Fourier analysis breaks a vector of data apart into its individual
basis functions. *Any* discrete signal can be completely represented
by a sum of cosine functions of increasing frequency. In Fourier analysis,
the strengths of the individual frequencies give strong evidences
of the presence (or absence) of subsignals in the overall signal.
Removal of noise from an audio signal, requires a digitial signature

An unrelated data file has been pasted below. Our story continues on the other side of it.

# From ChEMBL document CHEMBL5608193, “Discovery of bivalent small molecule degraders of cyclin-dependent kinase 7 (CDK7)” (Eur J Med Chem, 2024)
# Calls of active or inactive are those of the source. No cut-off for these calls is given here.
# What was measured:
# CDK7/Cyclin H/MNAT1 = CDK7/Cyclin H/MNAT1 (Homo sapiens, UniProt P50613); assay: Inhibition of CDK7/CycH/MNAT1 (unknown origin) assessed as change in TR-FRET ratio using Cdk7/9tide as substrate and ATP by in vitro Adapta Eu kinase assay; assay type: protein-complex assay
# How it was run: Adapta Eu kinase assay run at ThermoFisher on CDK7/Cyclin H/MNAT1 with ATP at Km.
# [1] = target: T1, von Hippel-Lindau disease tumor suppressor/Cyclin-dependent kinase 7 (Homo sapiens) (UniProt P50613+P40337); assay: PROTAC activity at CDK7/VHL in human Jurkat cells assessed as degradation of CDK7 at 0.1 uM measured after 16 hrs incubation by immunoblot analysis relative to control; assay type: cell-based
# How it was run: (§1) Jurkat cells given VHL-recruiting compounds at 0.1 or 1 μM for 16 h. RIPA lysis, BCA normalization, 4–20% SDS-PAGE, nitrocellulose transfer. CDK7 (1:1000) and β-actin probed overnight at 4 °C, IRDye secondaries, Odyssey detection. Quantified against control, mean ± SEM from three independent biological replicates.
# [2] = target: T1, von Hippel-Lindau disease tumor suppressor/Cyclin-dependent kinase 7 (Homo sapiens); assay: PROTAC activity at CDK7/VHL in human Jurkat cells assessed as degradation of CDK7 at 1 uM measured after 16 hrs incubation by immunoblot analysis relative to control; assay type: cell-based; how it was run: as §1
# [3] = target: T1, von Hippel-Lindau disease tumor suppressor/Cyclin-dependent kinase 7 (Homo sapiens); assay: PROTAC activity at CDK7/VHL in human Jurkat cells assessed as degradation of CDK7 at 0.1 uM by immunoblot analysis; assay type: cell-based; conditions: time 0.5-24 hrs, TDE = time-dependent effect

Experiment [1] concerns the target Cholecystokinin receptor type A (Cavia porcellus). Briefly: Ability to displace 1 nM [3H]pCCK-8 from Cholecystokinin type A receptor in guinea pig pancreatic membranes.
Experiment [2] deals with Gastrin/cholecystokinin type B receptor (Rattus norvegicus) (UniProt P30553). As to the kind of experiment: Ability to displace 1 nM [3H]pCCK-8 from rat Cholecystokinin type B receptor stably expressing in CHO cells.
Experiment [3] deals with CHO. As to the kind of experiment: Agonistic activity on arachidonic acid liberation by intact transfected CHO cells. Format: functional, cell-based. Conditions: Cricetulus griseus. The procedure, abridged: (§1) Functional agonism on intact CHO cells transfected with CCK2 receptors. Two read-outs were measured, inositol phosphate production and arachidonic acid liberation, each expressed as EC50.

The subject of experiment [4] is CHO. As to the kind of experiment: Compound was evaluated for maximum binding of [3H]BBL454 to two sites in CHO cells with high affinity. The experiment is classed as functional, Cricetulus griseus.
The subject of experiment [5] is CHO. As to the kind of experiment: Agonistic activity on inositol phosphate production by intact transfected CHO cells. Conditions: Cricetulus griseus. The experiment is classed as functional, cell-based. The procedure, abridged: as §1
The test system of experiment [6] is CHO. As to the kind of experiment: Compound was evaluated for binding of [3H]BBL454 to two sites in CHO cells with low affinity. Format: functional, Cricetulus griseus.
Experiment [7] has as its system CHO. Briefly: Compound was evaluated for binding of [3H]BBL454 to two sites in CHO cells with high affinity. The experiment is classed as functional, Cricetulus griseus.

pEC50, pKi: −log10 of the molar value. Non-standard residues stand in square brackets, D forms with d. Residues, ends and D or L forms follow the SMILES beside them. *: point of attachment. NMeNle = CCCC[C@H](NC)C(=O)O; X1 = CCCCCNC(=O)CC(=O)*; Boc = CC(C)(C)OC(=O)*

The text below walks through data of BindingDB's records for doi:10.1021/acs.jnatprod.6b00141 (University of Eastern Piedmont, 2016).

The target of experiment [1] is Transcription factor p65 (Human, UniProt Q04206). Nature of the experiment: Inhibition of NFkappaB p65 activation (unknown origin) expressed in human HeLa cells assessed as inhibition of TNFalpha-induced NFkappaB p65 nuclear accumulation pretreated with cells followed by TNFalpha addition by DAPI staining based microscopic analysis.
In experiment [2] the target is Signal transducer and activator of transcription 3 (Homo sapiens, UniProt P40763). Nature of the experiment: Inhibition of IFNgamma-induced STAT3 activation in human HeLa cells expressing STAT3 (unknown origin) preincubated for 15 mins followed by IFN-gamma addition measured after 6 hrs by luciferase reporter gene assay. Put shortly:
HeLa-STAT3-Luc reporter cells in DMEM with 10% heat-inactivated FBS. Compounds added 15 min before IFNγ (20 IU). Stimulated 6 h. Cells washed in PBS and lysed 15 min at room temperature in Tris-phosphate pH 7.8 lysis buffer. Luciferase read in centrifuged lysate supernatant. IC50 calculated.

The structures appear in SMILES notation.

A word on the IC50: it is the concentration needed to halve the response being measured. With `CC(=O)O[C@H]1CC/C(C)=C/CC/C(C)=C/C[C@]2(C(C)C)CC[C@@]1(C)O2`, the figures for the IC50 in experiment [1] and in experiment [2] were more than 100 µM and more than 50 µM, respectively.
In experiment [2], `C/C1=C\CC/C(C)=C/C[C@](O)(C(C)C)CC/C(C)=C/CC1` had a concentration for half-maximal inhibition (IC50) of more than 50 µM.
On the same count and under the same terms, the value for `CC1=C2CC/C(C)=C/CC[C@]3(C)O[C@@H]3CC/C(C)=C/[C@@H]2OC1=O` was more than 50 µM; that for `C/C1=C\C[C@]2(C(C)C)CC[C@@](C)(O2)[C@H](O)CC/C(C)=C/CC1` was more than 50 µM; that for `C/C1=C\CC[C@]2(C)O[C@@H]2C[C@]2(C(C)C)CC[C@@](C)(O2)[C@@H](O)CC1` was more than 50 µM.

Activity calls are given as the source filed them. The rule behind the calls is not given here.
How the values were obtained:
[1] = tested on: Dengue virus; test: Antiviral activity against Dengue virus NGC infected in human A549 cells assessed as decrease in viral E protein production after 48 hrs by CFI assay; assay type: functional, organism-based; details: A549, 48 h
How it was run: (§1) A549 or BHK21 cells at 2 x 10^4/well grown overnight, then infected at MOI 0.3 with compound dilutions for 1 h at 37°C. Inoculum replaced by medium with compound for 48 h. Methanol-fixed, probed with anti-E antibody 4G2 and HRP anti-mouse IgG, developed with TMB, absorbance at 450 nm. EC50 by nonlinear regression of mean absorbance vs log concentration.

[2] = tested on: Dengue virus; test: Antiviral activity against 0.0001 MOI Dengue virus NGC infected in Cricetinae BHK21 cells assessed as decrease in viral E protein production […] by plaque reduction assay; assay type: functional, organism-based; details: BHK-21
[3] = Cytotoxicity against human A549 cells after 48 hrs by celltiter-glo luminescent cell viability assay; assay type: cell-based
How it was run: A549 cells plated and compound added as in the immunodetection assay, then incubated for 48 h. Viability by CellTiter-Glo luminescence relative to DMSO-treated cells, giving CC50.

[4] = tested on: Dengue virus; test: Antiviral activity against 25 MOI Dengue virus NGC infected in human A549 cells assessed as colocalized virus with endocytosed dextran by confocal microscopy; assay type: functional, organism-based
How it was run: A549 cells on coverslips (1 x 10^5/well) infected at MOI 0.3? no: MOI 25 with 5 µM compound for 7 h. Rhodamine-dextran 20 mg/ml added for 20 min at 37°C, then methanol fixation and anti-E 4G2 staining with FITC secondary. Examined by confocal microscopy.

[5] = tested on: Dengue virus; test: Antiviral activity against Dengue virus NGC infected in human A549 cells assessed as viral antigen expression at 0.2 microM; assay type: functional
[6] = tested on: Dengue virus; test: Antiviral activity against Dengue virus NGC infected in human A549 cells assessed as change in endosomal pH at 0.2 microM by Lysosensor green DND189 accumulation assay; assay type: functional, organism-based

of the noise. The easiest way to get that signature is by sampling
a "silent" portion of the audio track, i.e. the
space between tracks on a vinyl LP. A noise sample may look like this:

If we add that noise signal to our example signal from the introduction, we get:

Now, if we subtract the noise signal from this we get our original signal back:

If the noise esimate and the actual noise imposed on the signal are identical, this works quite well. In practice, the noise signal doesn't change very much, and a single noise signature estimate can be used to clean up 20 minutes of audio.